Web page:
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Ariel Center for Policy Research (ACPR)

ACPR Research

 

Chemical and Biological Weapons
in Syria

Dany Shoham
Policy Paper No. 93, in the book
Peace with Syria: No Margin for Error, 2000

Summary

For about two decades, Syria has a consistent policy of chemical and biological arms acquisition that is systematic and determined and that has never been actually denied by Syria. More than any other country, Syria has a policy of seeking strategic parity with Israel which, in military terms, means getting biological and chemical weapons, given that nuclear weapons are not attainable for now. This pattern was seen by the chemical weapons procured by Syria from Egypt in their joint preparations for the October 1973 Yom Kippur War, and even today, Assad, Mubarak and other Arab leaders coordinate positions on refusing to adhere to the Chemical and Biological Weapons Conventions.

Moreover, Syria possibly cooperates with Egypt in biological and chemical arms acquisition today, and it certainly does with Iran and probably with Libya. It has been aided though not necessarily through institutionalized channels by Russia, China and North Korea, in efforts to enlarge its longer-range surface-to-surface missiles that carry operational chemical and biological warheads, among them the Scud-C, the M-9 and the No-Dhong. Assistance in upgrading and scaling up its chemical-biological capabilities is given also by other formerly soviet countries, India and, still, European firms. Several facilities located in different sites in Syria are involved in that efforts and are in part disguised as civilian buyers.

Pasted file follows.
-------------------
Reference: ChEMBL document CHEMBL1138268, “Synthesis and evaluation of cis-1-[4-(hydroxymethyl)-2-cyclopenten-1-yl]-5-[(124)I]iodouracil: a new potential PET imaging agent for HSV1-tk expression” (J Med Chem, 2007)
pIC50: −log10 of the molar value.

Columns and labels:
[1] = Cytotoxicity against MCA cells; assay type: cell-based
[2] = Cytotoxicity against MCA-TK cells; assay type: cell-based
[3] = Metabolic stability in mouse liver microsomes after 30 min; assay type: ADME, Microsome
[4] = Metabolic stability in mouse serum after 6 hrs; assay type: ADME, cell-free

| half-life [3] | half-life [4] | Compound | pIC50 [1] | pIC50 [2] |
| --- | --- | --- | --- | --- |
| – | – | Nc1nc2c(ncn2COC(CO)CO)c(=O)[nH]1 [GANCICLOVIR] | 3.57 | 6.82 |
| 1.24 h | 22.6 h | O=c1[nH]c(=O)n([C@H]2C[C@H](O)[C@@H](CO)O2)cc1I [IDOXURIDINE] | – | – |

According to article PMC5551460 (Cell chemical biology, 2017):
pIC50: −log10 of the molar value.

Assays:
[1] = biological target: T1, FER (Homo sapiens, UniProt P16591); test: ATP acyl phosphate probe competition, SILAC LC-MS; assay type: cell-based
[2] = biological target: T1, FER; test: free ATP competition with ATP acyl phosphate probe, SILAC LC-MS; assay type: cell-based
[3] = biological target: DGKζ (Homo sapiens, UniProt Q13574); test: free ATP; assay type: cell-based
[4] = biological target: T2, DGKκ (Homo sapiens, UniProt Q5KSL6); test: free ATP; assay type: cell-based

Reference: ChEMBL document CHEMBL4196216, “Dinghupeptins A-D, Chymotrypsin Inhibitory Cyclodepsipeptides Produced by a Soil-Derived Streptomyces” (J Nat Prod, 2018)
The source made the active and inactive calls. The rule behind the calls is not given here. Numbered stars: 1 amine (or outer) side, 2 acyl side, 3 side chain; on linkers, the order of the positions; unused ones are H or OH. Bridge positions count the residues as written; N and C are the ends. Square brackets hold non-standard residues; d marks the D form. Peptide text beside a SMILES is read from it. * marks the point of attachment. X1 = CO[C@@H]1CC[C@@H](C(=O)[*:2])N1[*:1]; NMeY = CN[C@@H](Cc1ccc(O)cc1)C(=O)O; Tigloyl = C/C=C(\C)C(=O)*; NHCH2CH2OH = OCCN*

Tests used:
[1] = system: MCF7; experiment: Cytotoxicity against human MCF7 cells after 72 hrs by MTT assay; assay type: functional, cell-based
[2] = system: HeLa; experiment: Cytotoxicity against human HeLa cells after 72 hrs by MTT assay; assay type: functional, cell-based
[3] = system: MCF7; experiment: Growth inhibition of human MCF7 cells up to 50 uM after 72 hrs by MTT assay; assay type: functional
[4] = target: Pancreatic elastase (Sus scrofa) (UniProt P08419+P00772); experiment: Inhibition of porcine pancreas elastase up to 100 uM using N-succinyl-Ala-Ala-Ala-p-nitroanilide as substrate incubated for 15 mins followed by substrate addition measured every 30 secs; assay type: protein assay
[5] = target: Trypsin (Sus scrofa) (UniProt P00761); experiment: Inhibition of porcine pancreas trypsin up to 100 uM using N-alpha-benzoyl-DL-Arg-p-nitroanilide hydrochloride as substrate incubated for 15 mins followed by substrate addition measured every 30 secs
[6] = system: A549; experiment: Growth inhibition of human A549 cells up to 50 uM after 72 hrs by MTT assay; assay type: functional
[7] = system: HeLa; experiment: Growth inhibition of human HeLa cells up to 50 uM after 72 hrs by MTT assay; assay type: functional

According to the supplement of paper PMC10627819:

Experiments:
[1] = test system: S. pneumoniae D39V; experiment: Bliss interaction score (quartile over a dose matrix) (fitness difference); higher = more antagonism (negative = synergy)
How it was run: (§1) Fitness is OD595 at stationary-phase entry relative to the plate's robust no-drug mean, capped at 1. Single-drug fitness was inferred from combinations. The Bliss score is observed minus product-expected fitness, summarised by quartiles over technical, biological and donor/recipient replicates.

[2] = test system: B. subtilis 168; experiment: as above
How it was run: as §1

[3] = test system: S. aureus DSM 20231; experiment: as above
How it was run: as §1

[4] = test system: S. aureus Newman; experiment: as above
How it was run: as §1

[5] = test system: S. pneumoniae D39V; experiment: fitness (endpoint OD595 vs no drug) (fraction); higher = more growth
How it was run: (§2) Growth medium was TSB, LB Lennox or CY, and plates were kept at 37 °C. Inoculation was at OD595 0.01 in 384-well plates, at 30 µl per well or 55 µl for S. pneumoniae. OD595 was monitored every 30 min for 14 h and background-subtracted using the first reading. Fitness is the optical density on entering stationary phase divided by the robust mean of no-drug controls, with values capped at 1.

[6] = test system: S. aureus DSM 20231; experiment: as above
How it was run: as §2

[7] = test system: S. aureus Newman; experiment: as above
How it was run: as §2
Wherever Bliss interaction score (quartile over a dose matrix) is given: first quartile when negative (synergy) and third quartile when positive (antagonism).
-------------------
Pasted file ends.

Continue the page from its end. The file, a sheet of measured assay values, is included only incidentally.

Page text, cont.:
During recent years Syria has switched from above-ground missiles and non-conventional weapons facilities to underground storage and production, thereby significantly limiting Israel's ability to monitor and destroy those strategic facilities.

The first and by far only Syrian employment of a chemical warfare agent took place in 1982 it was the lethal cyanide gas used by the Syrian regime in the slaughter of some 18,000 Sunni residents of the city of Hama, in Syria itself.

Ever since then, Syria has made a very significant progress in the area of chemical and biological weapons, which has various implications of major importance. It built up an elaborate, large arsenal of sarin and VX nerve agents containing aerial bombs and missiles warheads, and formed a delivery realignment that is capable of instantly launching those deadly weapons at a variety of targets and objects in Israel, both strategic and tactical. Biological warfare agents anthrax, botulinum and others have recently been added to the Syrian inventory.

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